As a result, when you see an offer for a lower commission, you should analyze what you are giving up by accepting such an offer. It probably will not be readily apparent in the advertisement. Be sure to ask lots of questions.

» How and when listing commissions are earned
Your listing contract specifies a listing price. Your agent’s job is to bring a "ready, willing and able" buyer to present an offer. If you reach agreement with the buyer, then the agent has done his job and earned the commission. Once the sale has closed, the real estate broker gets paid from the proceeds of the sale.

If the buyer proves unable or unwilling to conclude the sale, the house is placed back on the market and the agent has to begin earning his or her commission all over again.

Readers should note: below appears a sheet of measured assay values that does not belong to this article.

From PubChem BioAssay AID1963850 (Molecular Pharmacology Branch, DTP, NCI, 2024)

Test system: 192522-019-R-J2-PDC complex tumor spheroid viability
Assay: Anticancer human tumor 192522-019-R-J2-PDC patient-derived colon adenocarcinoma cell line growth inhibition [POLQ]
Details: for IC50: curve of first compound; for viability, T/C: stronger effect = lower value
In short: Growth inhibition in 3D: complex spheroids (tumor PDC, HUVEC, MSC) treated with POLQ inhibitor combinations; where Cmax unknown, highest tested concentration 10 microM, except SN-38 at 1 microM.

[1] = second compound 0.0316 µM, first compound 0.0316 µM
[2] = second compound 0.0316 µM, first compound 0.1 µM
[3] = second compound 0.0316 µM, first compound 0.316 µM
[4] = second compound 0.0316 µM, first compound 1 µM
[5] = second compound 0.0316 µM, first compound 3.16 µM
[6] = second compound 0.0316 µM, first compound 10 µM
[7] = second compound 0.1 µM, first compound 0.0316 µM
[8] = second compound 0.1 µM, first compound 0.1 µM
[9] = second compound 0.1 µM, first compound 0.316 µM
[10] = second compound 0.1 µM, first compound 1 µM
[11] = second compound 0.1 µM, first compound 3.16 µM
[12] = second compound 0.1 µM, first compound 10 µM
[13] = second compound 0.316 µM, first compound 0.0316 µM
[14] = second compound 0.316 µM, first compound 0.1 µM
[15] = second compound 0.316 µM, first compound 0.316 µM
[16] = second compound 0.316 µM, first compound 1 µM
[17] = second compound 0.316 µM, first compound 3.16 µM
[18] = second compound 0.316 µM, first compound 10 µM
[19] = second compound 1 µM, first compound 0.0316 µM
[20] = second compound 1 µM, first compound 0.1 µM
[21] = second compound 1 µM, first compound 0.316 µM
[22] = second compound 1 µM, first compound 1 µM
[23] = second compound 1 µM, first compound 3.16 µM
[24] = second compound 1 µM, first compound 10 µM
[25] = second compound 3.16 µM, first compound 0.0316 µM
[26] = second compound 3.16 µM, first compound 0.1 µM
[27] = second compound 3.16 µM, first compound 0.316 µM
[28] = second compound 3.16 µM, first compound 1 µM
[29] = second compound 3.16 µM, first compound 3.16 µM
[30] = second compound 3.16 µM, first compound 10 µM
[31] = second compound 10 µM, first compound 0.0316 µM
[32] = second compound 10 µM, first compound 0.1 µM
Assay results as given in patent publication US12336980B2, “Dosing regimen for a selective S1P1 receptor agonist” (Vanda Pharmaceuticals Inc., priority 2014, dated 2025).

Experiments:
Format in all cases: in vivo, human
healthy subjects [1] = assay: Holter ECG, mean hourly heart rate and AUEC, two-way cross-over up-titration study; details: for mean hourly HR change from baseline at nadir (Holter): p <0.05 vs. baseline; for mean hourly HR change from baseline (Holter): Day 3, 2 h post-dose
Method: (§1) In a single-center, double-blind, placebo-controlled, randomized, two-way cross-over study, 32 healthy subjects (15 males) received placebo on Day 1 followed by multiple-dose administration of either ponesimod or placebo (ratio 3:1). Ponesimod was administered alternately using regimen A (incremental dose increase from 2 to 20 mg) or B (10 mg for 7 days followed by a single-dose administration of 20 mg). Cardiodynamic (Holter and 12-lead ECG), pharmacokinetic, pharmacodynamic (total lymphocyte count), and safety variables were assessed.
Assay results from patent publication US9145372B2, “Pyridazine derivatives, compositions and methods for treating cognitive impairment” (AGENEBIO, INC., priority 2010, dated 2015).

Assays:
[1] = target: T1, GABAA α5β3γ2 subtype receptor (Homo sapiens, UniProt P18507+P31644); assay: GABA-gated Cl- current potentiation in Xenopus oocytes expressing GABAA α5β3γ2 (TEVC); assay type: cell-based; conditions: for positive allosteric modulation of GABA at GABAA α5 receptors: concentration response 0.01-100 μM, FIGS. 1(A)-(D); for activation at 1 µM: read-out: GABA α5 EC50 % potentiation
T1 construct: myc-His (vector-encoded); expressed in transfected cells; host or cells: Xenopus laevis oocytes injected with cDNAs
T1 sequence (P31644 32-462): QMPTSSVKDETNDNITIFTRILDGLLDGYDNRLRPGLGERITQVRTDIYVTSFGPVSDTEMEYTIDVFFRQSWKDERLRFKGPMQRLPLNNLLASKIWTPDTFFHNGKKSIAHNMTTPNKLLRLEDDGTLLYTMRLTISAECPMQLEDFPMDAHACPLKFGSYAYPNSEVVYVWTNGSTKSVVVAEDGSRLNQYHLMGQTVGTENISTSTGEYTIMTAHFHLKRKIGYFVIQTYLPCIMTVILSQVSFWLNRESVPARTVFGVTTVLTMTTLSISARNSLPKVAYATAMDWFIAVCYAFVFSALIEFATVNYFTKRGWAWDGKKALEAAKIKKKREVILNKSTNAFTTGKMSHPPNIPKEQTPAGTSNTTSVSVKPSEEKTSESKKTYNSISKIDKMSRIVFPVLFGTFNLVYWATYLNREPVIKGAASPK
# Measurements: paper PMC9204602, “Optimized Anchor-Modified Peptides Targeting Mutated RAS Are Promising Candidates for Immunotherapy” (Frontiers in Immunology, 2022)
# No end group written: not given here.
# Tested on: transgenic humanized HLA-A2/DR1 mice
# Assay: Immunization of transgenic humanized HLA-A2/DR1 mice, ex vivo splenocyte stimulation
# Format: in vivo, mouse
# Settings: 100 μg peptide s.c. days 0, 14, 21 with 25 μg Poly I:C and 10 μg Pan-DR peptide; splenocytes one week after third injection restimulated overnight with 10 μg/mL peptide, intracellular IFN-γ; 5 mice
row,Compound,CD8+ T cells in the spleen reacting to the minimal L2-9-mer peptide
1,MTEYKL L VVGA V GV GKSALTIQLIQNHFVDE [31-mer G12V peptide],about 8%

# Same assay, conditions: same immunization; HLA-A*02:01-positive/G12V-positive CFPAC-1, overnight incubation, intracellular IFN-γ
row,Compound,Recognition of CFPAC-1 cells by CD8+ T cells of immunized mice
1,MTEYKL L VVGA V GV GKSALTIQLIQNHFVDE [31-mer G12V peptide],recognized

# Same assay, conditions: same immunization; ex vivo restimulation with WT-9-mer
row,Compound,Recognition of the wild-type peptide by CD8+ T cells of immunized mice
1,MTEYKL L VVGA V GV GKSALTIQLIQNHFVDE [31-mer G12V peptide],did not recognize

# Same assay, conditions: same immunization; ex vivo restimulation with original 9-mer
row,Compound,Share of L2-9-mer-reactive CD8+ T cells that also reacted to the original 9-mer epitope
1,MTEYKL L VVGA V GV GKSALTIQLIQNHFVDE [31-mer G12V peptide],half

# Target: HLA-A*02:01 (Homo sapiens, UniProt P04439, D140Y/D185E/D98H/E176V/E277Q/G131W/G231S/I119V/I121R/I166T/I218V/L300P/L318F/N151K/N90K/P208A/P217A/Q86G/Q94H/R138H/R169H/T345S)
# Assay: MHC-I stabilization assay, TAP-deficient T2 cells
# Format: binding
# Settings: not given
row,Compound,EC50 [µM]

However, if the seller backs out or does not accept an offer that meets the price and terms of the listing agreement, the listing broker has still earned the commission. They may want to be paid, even though you did not actually sell your home. Therefore, it is very important to carefully consider every detail when completing your listing contract and accepting an offer to buy your property.

» Hot market under-pricing sales technique – commission issues
During a "hot market" there is a certain marketing technique which, though very effective, could cause trouble because of the way the contract is written. This is the practice of "under-pricing" the home. In a hot market, a home that is under-priced gets a lot of attention from other Realtors, and they all start showing your home to their clients. Often, you get into a situation where multiple offers are presented and the price starts going up because of the frenzy. You end up selling the house above your asking price and perhaps above what you could have received if you had priced it traditionally.

However, the technique does have the potential to backfire, so you should build safeguards to prevent having to pay a commission, "just in case."